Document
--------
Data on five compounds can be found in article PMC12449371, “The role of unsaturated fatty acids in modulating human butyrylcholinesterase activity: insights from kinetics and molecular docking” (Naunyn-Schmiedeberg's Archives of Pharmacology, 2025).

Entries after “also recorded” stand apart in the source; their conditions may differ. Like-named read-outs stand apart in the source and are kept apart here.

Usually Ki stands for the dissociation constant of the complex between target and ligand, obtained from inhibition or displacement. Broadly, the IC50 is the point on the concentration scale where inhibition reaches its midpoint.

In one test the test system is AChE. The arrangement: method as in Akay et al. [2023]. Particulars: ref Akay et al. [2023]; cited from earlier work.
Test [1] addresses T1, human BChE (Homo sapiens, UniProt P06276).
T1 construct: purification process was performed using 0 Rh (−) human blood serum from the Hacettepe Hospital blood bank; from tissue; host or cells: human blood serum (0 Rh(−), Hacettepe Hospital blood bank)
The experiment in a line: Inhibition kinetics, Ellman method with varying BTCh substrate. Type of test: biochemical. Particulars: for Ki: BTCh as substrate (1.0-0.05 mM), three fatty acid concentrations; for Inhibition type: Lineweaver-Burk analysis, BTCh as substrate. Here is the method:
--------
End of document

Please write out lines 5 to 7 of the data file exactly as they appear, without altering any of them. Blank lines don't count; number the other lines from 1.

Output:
Test [1] addresses T1, human BChE (Homo sapiens, UniProt P06276).
T1 construct: purification process was performed using 0 Rh (−) human blood serum from the Hacettepe Hospital blood bank; from tissue; host or cells: human blood serum (0 Rh(−), Hacettepe Hospital blood bank)
The experiment in a line: Inhibition kinetics, Ellman method with varying BTCh substrate. Type of test: biochemical. Particulars: for Ki: BTCh as substrate (1.0-0.05 mM), three fatty acid concentrations; for Inhibition type: Lineweaver-Burk analysis, BTCh as substrate. Here is the method: